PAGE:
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Good vibes only at the 2020 Poltu Quatu Classic in Sardinia

It was the Aga Khan who turned the Costa Smeralda into a hub for the international jet set in the 1970s. As well as horses, his family remains enthusiastic about fast and elegant cars. With the Poltu Quatu Classic, the organisers have established a collector car festival on the emerald coast…

The Poltu Quatu Classic on the glamorous island of Sardinia is so much more than a concours d’elegance – it’s a small automotive festival celebrating the beauty, glamour and significance of not only the four-wheeled exhibits, but also their owners and the majestic location in which they’re displayed. 

The focal point is the Grand Hotel Poltu Quatu, which is located in a small, sunny corner of the island with a tiny marina. Against this intimate backdrop, 35 collector cars convened last weekend to compete for the ‘Best of Show’ prize. 

The organisers’ decision not to restrict the age of the cars taking part nor stick to a strictly enforced itinerary showed that there are other ways to organise prestigious concours events. The large number of racing and rally cars in the field demonstrated the Poltu Quatu Classics’ willingness to run with the spirit and trends of the times. And the atmosphere was among the friendliest and most relaxed we’ve ever experienced at an international concours meeting.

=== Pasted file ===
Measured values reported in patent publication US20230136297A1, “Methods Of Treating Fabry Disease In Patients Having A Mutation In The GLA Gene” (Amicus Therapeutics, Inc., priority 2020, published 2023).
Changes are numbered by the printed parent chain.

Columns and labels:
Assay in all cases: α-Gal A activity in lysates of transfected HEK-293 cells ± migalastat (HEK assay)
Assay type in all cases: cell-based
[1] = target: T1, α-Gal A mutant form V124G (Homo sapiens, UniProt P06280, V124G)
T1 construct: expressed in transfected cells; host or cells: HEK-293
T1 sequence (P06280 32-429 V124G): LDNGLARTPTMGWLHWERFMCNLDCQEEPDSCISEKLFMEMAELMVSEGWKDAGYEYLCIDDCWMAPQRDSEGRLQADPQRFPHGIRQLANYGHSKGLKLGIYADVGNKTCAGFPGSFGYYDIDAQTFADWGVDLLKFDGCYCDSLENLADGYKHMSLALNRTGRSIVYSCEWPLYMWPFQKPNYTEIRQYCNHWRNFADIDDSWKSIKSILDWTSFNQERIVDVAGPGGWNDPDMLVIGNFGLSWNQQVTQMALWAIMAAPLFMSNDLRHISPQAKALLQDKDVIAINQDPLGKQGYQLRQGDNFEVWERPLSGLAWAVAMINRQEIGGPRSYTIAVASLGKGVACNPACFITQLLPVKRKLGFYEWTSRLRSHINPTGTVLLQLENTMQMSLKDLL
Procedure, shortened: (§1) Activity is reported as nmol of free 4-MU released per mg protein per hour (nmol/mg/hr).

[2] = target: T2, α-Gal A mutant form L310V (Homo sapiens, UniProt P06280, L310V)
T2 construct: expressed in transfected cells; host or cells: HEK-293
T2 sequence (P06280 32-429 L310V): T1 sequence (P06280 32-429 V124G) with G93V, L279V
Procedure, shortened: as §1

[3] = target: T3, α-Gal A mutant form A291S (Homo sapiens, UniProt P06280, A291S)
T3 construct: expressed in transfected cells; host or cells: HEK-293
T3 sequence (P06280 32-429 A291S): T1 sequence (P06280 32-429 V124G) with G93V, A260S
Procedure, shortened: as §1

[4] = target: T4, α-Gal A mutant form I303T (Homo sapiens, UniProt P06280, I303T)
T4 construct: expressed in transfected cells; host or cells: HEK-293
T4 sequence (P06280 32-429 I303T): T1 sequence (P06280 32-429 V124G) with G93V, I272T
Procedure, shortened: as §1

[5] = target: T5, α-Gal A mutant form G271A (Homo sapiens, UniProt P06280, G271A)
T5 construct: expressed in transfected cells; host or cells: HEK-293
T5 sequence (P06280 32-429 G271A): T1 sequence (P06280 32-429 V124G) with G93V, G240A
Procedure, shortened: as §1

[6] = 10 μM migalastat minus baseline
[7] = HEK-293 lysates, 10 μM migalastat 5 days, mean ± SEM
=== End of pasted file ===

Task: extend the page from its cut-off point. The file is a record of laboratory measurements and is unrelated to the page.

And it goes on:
There were some fabulous cars in the running for the overall prize. Take the beautifully minimal Camel-liveried Lancia 037 Group B, for example, and the O.S.C.A. MT4-2AD, an achingly pretty barchetta that competed in the 1955 running of the Mille Miglia, finishing an impressive second in class and fourteenth overall. And did we mention the über-rare Scaglietti-built Ferrari 857S? 

Despite the presence of all these beautiful cars, the surprise winner of the Poltu Quatu Classic 2020 was the psychedelic-liveried Martini International Racing Team Porsche 917 Langheck. Chassis 043 finished second overall at the 24 Hours of Le Mans in 1970, piloted by Willi Kauhsen and Gérard Larrousse. The car’s incredible livery was designed by Anatole Lapine and promptly garnered 043 the famous ‘Hippie’ nickname. That Larrousse himself personally presented his former warhorse in Sardinia is likely to have underpinned the decision of the international jury.  

With its intimate atmosphere and small circle of owners from the upper echelons of the classic car world, the Poltu Quatu Classic remains an insider’s tip among international collectors. But this could change as early as next year. Ideas have already been mooted to expand the 2021 running of the event to encompass a concours for wooden boats. And we thought this party for the eyes couldn’t get any more aesthetically pleasing. 

Photos: Piotr Degler and Andrea Klainguti © 2020